NorthSat-X: The North Sea from space: Using explainable artificial intelligence to improve satellite observations of climate change

Duration: 3 Years (April 2021 until March 2024)



Prof. Dr. Oliver Wurl
Tel.: +49-4421 944-228
Fax: +49-4421 944-140


The North Sea from space: Using explainable artificial intelligence to improve satellite observations of climate change (NorthSat-X)

NorthSat-X is a project funded by the Lower Saxony Ministry of Science and Culture (MWK, Programme: Digitalization in Natural Sciences), conducted in collaboration with the German Research Centre for Artificial Intelligence GmbH (DFKI).

What is NorthSat-X about?

The North Sea coast is characterized by a high population density and a vigorous economic and recreational area. However, as a shelf sea, the North Sea is particularly sensitive to the impacts of climate change (Høyer and Karagali, 2016; Sterl et al., 2009; Jones and Reid, 2001). For instance, increasing water temperature, changes in freshwater fluxes, and salinity can lead to losses of fishing grounds in the North Sea (Beaugrand and Kirby, 2010).

Tasks and Objectives

To better determine such changes and risks, the satellite-based monitoring of essential climate variables (ECVs) for coastal waters in NorthSat-X will be fundamentally improved with the help of machine learning methods. ECVs include, for example, sea surface salinity (SSS) and sea surface temperature (SST). The necessary reference data will be measured directly at the sea surface by deploying a remote-controlled catamaran (AutoCat). The design and installation of sensors on AutoCat are tasks in NorthSat-X. To achieve temporally and spatially matching remote sensing products and in-situ datasets, a collaboration with the Soil Moisture Ocean Salinity mission (SMOS) Expert Center (Institute of Marine Sciences, Barcelona, Spain) takes place.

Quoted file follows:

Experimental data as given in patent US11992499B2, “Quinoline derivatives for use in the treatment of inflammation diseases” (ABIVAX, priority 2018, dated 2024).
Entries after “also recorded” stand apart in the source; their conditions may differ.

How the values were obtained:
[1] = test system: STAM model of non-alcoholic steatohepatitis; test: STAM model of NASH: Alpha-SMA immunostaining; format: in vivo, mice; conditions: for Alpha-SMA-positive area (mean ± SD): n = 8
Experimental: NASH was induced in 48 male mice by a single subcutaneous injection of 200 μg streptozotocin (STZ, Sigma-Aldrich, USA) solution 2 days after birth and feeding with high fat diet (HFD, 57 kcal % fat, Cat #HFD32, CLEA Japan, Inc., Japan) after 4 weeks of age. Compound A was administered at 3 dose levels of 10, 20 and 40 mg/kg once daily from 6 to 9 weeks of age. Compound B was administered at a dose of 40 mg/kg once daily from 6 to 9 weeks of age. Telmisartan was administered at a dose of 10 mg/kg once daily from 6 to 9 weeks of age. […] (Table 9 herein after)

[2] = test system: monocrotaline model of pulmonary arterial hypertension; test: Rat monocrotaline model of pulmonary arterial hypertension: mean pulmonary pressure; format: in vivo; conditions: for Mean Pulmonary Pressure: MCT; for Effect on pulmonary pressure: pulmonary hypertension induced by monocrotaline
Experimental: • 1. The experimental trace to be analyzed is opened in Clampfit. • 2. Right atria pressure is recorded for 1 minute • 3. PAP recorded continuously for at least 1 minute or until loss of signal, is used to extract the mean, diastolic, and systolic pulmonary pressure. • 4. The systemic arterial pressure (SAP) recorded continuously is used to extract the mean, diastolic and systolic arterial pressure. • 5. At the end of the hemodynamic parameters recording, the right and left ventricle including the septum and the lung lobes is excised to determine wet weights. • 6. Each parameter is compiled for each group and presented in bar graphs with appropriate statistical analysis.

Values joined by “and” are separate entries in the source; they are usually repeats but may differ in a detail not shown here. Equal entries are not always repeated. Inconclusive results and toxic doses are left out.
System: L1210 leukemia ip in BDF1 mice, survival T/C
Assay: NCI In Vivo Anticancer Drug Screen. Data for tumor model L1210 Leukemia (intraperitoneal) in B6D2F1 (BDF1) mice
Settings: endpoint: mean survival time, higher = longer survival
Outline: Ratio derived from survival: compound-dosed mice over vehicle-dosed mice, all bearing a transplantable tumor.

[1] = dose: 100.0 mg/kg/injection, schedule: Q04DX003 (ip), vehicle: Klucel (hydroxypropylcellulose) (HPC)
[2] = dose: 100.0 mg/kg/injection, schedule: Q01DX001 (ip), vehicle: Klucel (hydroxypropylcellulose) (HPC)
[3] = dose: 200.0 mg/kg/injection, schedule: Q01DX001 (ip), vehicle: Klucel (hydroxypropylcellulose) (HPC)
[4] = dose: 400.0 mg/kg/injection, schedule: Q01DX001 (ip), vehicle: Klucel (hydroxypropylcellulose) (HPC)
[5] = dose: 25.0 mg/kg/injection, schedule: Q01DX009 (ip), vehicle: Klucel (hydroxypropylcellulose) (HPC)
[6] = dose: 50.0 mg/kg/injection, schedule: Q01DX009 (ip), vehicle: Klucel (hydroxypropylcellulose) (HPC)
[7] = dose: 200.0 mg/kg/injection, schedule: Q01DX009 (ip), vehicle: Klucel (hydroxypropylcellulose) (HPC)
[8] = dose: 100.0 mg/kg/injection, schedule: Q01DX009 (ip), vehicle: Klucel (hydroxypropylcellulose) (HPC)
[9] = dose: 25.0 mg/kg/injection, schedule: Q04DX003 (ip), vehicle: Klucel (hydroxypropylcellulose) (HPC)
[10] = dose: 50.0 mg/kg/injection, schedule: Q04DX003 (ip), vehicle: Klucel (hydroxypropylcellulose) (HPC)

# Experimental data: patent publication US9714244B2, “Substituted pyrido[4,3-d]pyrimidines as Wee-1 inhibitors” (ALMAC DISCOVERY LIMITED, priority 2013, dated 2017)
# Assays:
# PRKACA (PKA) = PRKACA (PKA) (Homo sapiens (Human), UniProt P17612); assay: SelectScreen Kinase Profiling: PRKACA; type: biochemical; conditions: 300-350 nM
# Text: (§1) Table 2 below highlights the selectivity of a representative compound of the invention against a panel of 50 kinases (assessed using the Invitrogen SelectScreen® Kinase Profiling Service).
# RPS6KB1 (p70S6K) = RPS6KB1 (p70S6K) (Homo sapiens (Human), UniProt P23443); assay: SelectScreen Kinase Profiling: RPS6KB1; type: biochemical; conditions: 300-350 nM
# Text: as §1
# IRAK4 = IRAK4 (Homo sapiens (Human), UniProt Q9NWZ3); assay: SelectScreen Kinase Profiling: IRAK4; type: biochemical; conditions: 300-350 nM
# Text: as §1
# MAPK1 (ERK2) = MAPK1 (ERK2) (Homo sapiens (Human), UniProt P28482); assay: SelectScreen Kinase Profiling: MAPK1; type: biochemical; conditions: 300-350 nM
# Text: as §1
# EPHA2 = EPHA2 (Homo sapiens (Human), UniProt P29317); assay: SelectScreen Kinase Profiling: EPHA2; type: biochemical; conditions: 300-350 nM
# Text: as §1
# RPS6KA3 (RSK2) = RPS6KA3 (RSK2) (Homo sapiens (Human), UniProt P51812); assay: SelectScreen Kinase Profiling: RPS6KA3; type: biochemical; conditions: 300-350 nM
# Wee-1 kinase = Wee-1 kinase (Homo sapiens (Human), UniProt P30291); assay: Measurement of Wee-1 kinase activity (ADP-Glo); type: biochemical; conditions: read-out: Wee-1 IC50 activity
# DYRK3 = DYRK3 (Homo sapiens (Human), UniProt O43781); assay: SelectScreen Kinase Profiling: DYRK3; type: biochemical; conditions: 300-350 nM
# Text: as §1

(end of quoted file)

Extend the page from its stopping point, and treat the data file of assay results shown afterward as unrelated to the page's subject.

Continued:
Satellite observations have supported ocean monitoring in recent decades. However, there are still two significant challenges in the quality of satellite products for monitoring ECVs: (i) the poor calibration and validation of satellite remote sensing data with ground-based reference data and (ii) the degradation of data quality by landmasses limit the use of satellite products in coastal waters. This is particularly true for data acquired using microwave radiometers. But, since microwaves can penetrate clouds, they are particularly interesting for the North Sea region because cloud cover is a common weather condition. Comprehensive geostatistical analyses and the development and application of Explainable Artificial Intelligence (XAI) will be used to analyze the temporal and spatial variability of ECVs at the sea surface. The effects of wind speed, precipitation, and evaporation on SSS and SST will also be investigated. Of particular interest is the influence on the relationship between the ~10-20 µm thin layer at the sea surface (sea surface skin) and the underlying bulk water.

Project Partners

NorthSat-X consists of a multidisciplinary team of oceanographers, physicists, engineers, AI researchers, and remote sensing scientists.

Project Partners

(Changed: 2021-05-19)